BLOOMFIELD, CT – While most of the state is shut down, volunteers at places like FoodShare and those providing childcare for healthcare workers and first responders are still working hard to make sure people are able to make it through.
Jason Jakubowski, president and CEO of FoodShare, said it’s a complicated time, but they are doing the best that they can with an “ever-evolving situation.”
Typically, FoodShare which distributes nonperishable food to more than 300 pantries and mobile food trucks, sources 75% of its inventory from grocery stores. Due to the panic-buying that everyone has been doing, Wayne Pesce, president of the Connecticut Food Association that represents grocers, said they simply don’t have the inventory to donate.
“They’re trying to stock their own shelves,” Jakubowski said. “But we’re seeing an increased demand as people are out of jobs.”
He said there’s an increase in demand on food pantries and mobile food trucks and he expects it to continue for months as the number of unemployment claims climbs.
“Despite what some people think, we’re not going to flip the switch and things are magically going to go back to normal,” Jakubowski said.
He said FoodShare doesn’t know when their next delivery of emergency food from the federal government is going to come or how much is going to be on it.
Paul Shipman, director of government relations for the Connecticut Food Bank, which operates in the southern part of the state said they are also seeing an increased demand from food pantries they service.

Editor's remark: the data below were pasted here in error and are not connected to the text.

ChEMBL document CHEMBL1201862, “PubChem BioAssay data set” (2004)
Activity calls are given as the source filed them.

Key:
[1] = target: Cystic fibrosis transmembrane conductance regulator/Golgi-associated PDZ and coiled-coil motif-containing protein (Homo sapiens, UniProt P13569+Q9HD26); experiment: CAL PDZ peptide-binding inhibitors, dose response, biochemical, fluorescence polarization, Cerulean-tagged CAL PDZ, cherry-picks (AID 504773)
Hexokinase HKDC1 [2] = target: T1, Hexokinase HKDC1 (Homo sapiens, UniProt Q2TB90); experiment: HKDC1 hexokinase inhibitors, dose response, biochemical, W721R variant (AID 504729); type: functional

The Connecticut Department of Social Services has applied for five waivers from the federal government to make it easier for Connecticut residents to get access to food through programs like the Supplemental Nutrition Assistance Program (SNAP).
U.S. Sen. Richard Blumenthal said Friday that he spoke with Secretary of Agriculture Sonny Perdue who did not make any promise about approving the waivers, but acknowledged the urgency of the situation.
“He seemed sympathetic that more people should be on the SNAP program,” Blumenthal said.
Jakubowski said they have enough food to last them another week and a half and they have purchased several trailers of food that haven’t arrived yet.
Blumenthal suggested that anyone who wants to help during this COVID-19 outbreak should donate to FoodShare or the Connecticut Food Bank.
“We’re so thankful the community is so generous,” Jakubowski said.
Some large donors already have stepped up.
Barbara and Ray Dalio and Dalio Philanthropies announced a $500,000 donation each for FoodShare and the Connecticut Food Bank.
“We have been told that these organizations expect an increase of at least 20% in terms of the number of people who will need help obtaining food for their families,” Barbara Dalio said. “These are terrific organizations that have spent years helping families by providing them with nutritional meals. We are grateful to have the opportunity to help them since they provide so much help to others.”
The Dalios also directed $3 million toward childcare services at 26 centers across the state for hospital workers. The funds will pay for childcare for eight weeks for approximately 1,066 children whose parents or guardians work in the healthcare field.
Gov. Ned Lamont thanked Dalio Philanthropies for their donation Friday, but didn’t mention them by name at his briefing.